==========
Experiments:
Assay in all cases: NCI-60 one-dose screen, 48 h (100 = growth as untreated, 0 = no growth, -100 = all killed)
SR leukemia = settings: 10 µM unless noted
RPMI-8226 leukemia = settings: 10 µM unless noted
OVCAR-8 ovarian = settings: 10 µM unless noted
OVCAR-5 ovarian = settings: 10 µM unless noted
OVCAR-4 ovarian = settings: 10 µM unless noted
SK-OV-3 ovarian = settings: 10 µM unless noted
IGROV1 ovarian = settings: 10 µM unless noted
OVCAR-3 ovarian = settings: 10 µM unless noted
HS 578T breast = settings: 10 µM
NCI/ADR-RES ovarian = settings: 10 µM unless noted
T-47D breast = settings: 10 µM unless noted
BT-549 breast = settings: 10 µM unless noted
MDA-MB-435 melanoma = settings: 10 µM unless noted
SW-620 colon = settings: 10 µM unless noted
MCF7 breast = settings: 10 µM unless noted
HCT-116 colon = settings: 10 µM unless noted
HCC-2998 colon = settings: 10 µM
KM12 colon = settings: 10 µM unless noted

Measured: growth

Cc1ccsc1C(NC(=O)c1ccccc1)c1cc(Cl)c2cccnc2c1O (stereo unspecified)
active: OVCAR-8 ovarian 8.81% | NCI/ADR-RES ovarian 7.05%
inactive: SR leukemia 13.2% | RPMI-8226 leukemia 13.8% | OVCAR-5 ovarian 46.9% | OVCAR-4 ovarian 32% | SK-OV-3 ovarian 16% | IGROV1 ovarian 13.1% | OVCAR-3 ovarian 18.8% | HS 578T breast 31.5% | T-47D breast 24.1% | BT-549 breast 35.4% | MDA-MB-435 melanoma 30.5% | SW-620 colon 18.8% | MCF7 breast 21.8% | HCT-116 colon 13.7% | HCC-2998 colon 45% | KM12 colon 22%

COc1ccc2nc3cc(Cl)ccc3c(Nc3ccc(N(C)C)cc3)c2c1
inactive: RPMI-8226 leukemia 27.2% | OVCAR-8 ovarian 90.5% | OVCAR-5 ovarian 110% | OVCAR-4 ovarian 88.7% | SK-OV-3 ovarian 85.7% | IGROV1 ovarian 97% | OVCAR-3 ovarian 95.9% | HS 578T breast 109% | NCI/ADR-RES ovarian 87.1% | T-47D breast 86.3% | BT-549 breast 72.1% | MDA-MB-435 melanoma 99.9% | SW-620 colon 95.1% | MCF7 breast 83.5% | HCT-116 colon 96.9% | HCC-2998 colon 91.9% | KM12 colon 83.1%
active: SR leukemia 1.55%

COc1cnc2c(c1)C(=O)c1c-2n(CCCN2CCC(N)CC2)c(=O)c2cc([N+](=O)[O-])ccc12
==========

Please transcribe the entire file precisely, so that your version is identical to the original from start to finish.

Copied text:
Experiments:
Assay in all cases: NCI-60 one-dose screen, 48 h (100 = growth as untreated, 0 = no growth, -100 = all killed)
SR leukemia = settings: 10 µM unless noted
RPMI-8226 leukemia = settings: 10 µM unless noted
OVCAR-8 ovarian = settings: 10 µM unless noted
OVCAR-5 ovarian = settings: 10 µM unless noted
OVCAR-4 ovarian = settings: 10 µM unless noted
SK-OV-3 ovarian = settings: 10 µM unless noted
IGROV1 ovarian = settings: 10 µM unless noted
OVCAR-3 ovarian = settings: 10 µM unless noted
HS 578T breast = settings: 10 µM
NCI/ADR-RES ovarian = settings: 10 µM unless noted
T-47D breast = settings: 10 µM unless noted
BT-549 breast = settings: 10 µM unless noted
MDA-MB-435 melanoma = settings: 10 µM unless noted
SW-620 colon = settings: 10 µM unless noted
MCF7 breast = settings: 10 µM unless noted
HCT-116 colon = settings: 10 µM unless noted
HCC-2998 colon = settings: 10 µM
KM12 colon = settings: 10 µM unless noted

Measured: growth

Cc1ccsc1C(NC(=O)c1ccccc1)c1cc(Cl)c2cccnc2c1O (stereo unspecified)
active: OVCAR-8 ovarian 8.81% | NCI/ADR-RES ovarian 7.05%
inactive: SR leukemia 13.2% | RPMI-8226 leukemia 13.8% | OVCAR-5 ovarian 46.9% | OVCAR-4 ovarian 32% | SK-OV-3 ovarian 16% | IGROV1 ovarian 13.1% | OVCAR-3 ovarian 18.8% | HS 578T breast 31.5% | T-47D breast 24.1% | BT-549 breast 35.4% | MDA-MB-435 melanoma 30.5% | SW-620 colon 18.8% | MCF7 breast 21.8% | HCT-116 colon 13.7% | HCC-2998 colon 45% | KM12 colon 22%

COc1ccc2nc3cc(Cl)ccc3c(Nc3ccc(N(C)C)cc3)c2c1
inactive: RPMI-8226 leukemia 27.2% | OVCAR-8 ovarian 90.5% | OVCAR-5 ovarian 110% | OVCAR-4 ovarian 88.7% | SK-OV-3 ovarian 85.7% | IGROV1 ovarian 97% | OVCAR-3 ovarian 95.9% | HS 578T breast 109% | NCI/ADR-RES ovarian 87.1% | T-47D breast 86.3% | BT-549 breast 72.1% | MDA-MB-435 melanoma 99.9% | SW-620 colon 95.1% | MCF7 breast 83.5% | HCT-116 colon 96.9% | HCC-2998 colon 91.9% | KM12 colon 83.1%
active: SR leukemia 1.55%

COc1cnc2c(c1)C(=O)c1c-2n(CCCN2CCC(N)CC2)c(=O)c2cc([N+](=O)[O-])ccc12